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[BY KATY BOWSER]

I live in an attic. I share the top two floors of a three-story house with two other twentysomething girls. The attic is my room, and provides a fairly accurate reflection of what’s going on in my life. One could walk up the stairs, into my room and do a pretty adept evaluation of my interior life.

One side is my living space. My daybed is tucked into a nook in the corner, with a pile of whatever books are currently in rotation beside it. The rest of the books are stacked along the wall, next to my cedar chest, which is filled with sweaters and my journals, chronicling my thoughts and stories since I was 15, nearly 10 years now. I’m going to have to weed through my sweaters so those from my twentysomething years will fit. Sometimes this side of the room is chaos; sometimes it’s neat. Most often it’s in a state of being picked up that doesn’t quite hit the mark. I am something of an extremist—but no perfectionist, hallelujah. I’d go nuts.

On the other side is my office. I’m an independent singer and songwriter, and this is where I wear the hats of distributor, booking agent, promoter, producer, planner and whatever else this little calling requires. Here my press kits are stacked up and ready, while my coffee-stained desk calendar fights to stay in view under whatever project is in process. I try to keep my papers in files, and am forever wondering when and where something should go from pile to file. In this office, I am still a girl who knows that learning about and sharing truth and beauty is a legitimate job. And I am a girl who was trained up in a left-brained military family and knows that if she wants to feed her soul and her stomach, she must do what needs to be done.

The middle of my room is my dreaming and creating place. I am a girl given to dreaming. I agree with C.S. Lewis that the saying about people being so heavenly-minded that they are no earthly good is hogwash and heresy. That’s the point, getting the Not-Yet smeared all over the Now. My porch swing, seated on the floor until the day she flies free again on the porch of a first-floor home, is my nook. My guitar is here, and my silver bucket stuffed with all the Songs That Might Be. This is where I think and sing and write and pray, and drink tea and coffee. This is the making place. It’s my favorite spot, and I long and hope to spend much more time there in future years. Which leads me to the point I’ve been pondering …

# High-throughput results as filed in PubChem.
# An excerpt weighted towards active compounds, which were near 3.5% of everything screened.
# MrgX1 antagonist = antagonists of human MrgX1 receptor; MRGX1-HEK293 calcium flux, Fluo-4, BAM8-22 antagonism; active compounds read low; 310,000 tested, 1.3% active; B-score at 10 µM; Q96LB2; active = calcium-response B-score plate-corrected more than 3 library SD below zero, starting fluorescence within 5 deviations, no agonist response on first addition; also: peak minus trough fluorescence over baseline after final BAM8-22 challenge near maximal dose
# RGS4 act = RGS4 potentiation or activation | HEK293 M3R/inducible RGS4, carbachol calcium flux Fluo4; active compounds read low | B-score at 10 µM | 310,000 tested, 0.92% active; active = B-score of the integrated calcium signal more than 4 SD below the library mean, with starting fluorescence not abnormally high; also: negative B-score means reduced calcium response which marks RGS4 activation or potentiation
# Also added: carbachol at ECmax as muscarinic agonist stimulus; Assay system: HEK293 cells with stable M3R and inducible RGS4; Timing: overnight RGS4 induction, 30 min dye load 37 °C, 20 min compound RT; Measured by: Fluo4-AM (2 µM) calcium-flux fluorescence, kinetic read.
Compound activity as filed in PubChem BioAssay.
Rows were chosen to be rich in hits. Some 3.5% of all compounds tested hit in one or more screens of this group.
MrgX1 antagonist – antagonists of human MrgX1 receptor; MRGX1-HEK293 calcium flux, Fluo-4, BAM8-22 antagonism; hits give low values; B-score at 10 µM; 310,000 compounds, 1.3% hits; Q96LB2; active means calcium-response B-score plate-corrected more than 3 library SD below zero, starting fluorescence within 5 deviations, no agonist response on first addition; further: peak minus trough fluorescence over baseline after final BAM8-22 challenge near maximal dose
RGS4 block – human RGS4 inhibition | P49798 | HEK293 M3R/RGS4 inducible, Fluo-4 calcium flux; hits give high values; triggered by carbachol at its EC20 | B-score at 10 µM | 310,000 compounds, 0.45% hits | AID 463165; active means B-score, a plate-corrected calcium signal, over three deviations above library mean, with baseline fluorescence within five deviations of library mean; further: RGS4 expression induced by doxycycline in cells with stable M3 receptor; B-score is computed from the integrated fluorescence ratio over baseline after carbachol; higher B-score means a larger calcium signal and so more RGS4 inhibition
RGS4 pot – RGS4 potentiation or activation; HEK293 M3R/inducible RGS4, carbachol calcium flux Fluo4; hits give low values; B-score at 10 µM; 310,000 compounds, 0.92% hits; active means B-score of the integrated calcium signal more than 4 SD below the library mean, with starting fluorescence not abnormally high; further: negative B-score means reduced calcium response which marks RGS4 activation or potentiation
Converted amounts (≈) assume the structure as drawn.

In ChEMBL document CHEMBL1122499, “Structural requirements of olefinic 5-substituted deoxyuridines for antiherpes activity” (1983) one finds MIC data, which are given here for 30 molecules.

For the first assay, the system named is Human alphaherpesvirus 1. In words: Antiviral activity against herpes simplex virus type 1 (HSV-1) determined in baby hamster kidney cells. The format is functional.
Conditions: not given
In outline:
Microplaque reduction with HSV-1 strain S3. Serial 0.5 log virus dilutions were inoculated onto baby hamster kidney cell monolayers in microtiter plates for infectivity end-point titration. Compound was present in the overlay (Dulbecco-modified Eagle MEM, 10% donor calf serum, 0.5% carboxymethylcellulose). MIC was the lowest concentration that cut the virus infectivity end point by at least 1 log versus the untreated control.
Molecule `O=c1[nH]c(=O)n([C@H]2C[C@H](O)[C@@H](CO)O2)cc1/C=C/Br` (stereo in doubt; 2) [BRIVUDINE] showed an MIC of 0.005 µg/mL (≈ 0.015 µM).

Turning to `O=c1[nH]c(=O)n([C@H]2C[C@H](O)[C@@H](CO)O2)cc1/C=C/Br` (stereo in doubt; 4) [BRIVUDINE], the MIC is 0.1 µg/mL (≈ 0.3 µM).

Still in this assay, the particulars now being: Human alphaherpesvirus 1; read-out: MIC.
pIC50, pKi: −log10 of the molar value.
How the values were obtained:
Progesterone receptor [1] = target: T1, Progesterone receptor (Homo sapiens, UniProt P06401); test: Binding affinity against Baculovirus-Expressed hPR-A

Right now I’m 24. I’ve just finished a new album, and for various reasons I am still an independent artist. Part of me takes joy in the freedom, part of me really wants some help, part of me fears giving up control. So, given that I need to eat and that I need to share truth and beauty, I need to spend time playing shows, selling albums and cultivating some happenings. It takes a lot of time and persistence to book and advance shows, especially as a young quasi-unknown (“Hi there, I’m Katy Bowser. I’m calling on behalf of Katy Bowser…”). Fortunately, it’s a great season in the history of music and technology for doing this, probably easier than ever before. And I truly enjoy it, because I know why I’m doing it. And it’s something of an adventure. It feels like the task of an air-traffic controller–getting things to line up just right, just in time.

My office is 10 steps away from my bed, and five from my guitar. Which doesn’t mean the temptation is to nap, or to write songs all day to the exclusion of the business side. My temptation is to not sleep, but to stay up (I just realized it’s 1:34 a.m. and I had no idea) and work until I’m bleary. To not stop, to come under the illusion, the untruth that I control my life. I am dangerously capable of staying here at my desk and looking up one more venue, returning one more email instead of sleeping. I’m dangerously capable of waking up, turning off my alarm and turning on my computer before I go turn on my tea kettle and say good morning to my Father. And dangerously capable of leaving too little room for songs and prayer to rise up in me and season my thoughts and conversation. When these become habits, the timbre of my life resonates more with fear than trust. If I truly am responsible for as much as I give myself burden and credit for, I have good reason to fear.

John Piper gives voice to my nagging subconscious in his essay, “In Quest of Rest”: “Just think of it: a third of our lives are spent like dead men. Think of everything being left undone that could be done had God not designed us to need sleep.” It’s a provocative thought: God could have made us 24-hour-absolutely-productive creatures. But he reminds, “He who watches over Israel will neither slumber nor sleep” (Psalm 121:4). And Psalm 127:2 is both a balm and a merciful blow: “It is in vain that you rise up early and go late to rest, eating the bread of nervous anxious toil; for he gives to his beloved in his sleep.”

Sleep is a gift, rest is a humbling mercy. I cannot and need not provide all I need, and am called to rest. It’s not that God has a quarrel with good work, hard work–it echoes His own nature and we are called to it. But He who calls us to meaningful work calls us to Himself and says that He is our rest and our provider. And the world will still spin while we stop. Humbling. “Sleep is like a broken record that comes around with the same message every day: Man is not sovereign…Man is not sovereign …” Piper writes.

Our work, our lives are to be born of rest, and our hope is that God who made us sustains us, and it is His loving purpose to accomplish what He’s doing even when we’re not helping Him, even in spite of our efforts. And now I am going to save this article, go have a cup of tea and snuggle down. Good night.

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